Modification of Copper & Copper Alloys

G'day Forum,

Struggling with the old materials science. Can someone please help me with the processes involved in modifying the properties of copper.

I read that generally it doesnt respond to heat treatment.. is that true?

Something bout cold working and hot working? whats the effect of hot working it?

Bit confused so many different processes mentioned and not sure which is appropriate.

Cheers for the feedback folks.
 

Astronuc

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scott_for_the_game said:
G'day Forum,

Struggling with the old materials science. Can someone please help me with the processes involved in modifying the properties of copper.

I read that generally it doesnt respond to heat treatment.. is that true?

Something bout cold working and hot working? whats the effect of hot working it?
Adding to what FredGarvin mentioned, hot working involves (as the name implies) working a metal which has been heated. Heating the material softens it, which allows for reduced mechanical energy in working (deforming) the material. Hot working increases the range for plastic deformation and reduces the likelihood of cracking (but hot tearing can be a factor). Hot working a material will also result in a different dislocation structure in the grains, and that is also dependent upon temperature, particularly with respect to the annealing temperature or about 1/3 of melting temperature.

The ideal temperature depends on the alloy composition, but from a practical standpoint (cost of energy) hot working would be performed at the lowest temperature possible while achieving the desired mechanical properties.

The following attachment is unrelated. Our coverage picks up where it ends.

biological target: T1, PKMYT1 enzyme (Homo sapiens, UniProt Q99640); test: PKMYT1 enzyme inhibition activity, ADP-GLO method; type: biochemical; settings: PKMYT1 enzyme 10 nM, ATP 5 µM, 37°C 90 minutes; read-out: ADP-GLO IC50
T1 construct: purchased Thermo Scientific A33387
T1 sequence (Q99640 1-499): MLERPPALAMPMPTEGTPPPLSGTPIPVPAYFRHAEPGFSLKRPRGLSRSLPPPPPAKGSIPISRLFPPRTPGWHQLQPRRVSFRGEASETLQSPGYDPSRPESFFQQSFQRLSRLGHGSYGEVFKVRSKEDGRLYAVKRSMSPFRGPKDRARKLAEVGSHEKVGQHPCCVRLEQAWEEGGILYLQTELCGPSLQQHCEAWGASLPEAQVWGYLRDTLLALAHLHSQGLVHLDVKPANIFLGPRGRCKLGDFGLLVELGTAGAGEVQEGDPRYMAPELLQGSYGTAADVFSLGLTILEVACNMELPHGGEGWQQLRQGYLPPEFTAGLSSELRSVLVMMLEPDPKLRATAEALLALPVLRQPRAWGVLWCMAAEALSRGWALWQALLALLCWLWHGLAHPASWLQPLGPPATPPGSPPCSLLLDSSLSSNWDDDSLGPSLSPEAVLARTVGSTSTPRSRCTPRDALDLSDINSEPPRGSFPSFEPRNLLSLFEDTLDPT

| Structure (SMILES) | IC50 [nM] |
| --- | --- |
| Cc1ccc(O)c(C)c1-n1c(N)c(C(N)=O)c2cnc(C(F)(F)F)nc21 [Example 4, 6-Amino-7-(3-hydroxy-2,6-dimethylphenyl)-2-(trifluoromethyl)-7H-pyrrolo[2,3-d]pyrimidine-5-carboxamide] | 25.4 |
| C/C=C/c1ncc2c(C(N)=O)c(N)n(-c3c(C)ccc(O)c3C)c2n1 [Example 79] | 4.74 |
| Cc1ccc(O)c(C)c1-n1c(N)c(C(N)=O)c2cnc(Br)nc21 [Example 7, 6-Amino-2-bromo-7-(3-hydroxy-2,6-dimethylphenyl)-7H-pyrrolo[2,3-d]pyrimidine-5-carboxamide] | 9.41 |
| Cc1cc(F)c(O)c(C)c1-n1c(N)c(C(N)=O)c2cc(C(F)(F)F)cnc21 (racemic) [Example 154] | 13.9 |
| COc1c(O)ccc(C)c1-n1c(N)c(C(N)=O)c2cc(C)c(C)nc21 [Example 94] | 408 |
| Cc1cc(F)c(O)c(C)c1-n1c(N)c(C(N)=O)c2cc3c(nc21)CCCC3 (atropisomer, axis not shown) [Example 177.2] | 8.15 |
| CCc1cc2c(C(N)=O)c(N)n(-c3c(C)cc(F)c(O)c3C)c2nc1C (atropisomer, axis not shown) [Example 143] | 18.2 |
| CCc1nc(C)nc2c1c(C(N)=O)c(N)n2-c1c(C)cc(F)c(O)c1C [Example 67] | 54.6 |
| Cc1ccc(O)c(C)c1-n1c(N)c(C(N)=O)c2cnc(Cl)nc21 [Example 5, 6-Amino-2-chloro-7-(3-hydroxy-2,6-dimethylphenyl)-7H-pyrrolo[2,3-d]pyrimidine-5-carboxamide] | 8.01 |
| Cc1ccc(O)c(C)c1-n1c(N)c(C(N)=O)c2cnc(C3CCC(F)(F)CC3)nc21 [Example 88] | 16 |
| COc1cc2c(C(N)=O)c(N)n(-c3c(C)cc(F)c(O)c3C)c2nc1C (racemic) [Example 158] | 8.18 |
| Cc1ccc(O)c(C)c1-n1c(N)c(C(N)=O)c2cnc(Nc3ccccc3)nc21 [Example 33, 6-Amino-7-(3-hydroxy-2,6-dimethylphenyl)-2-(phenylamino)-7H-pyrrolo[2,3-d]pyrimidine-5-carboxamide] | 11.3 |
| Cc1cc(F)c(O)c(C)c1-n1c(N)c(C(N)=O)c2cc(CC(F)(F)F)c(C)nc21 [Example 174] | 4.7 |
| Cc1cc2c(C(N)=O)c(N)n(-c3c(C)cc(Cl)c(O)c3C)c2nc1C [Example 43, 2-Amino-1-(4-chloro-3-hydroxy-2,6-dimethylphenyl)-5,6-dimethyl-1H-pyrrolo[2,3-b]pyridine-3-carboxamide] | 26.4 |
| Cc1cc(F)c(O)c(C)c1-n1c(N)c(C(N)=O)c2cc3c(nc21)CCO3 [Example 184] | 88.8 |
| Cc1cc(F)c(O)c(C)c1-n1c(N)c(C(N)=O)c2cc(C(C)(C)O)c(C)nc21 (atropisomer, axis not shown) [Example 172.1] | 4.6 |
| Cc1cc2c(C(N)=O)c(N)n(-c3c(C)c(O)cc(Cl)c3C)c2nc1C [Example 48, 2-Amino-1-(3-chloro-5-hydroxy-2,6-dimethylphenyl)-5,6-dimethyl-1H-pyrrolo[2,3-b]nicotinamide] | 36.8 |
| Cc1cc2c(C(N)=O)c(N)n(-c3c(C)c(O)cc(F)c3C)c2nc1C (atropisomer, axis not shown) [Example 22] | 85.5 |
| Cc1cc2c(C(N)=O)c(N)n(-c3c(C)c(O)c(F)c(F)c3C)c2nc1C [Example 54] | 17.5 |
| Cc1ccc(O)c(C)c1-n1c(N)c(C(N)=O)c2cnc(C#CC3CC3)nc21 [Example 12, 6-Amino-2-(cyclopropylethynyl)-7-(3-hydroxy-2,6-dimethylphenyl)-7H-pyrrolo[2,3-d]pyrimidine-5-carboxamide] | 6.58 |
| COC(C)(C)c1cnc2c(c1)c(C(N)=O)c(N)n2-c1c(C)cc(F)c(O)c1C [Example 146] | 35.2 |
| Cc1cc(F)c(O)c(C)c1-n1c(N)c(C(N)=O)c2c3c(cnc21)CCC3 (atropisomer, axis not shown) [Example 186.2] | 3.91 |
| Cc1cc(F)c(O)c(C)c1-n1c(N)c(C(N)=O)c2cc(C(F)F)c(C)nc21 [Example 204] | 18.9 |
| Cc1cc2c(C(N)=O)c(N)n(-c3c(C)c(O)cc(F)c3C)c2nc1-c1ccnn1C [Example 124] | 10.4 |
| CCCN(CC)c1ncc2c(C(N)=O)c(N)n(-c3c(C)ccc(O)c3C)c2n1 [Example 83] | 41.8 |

Often materials which are cold worked will be annealed to soften the material for subsequent cold working. In addition, some alloys which have been through several cycle of cold working and annealing may be heated about a particular solution temperature in order to dissolve particular phases (intermetallic compounds). Then the alloy is rapidly quenched to force precipitation of fine second phase particles. Some alloys go through precipitation anneals as well.
 
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please let me know the cold working procedure of copper
 

Astronuc

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Cold Working processes include

Cold Rolling - a billet or strip is passed between two rollers with a smaller gap (obviously) than the thickness of the billet or strip. The rolling compress the metals and elongation occurs in the rolling direction.

Drawing - barstock is passed through a die, which is how wire is made.

Pressing - a metal (e.g. copper or copper alloy) sheet is pressed onto a shaped die or mould to form an intricate shape.

Stamping - a punch is passed through a sheet of metal (e.g. copper or copper alloy)

Cold working, the permanent (plastic) deformation of a metal below its recrystallization temperature (and usually below its annealing temperature), produces additional dislocations within the metal's crystal lattice. Cold working induces http://learningzone.coruseducation.com/schoolscience/KS5specialiststeels/steelch2pg2.html [Broken]

When two or more dislocations meet, the movement of one tends to interfere with the movement of the other. The more dislocations there are, the more they will hinder each other's movement.

Initially the dislocations produced by cold working can move through the metal structure and the shape of the material will change. As the working continues, however, the movement of the dislocations becomes more difficult. This increases the strength of the metal and also makes it stiffer. Therefore it becomes less malleable and ductile. That is, it is more difficult to change its shape. We say that the metal has become work hardened.

To make it more malleable and ductile again, the metal can be annealed.
See also - Annealing, Hot Working, Quenching - http://learningzone.coruseducation.com/schoolscience/KS5specialiststeels/steelch2pg3.html [Broken]
 
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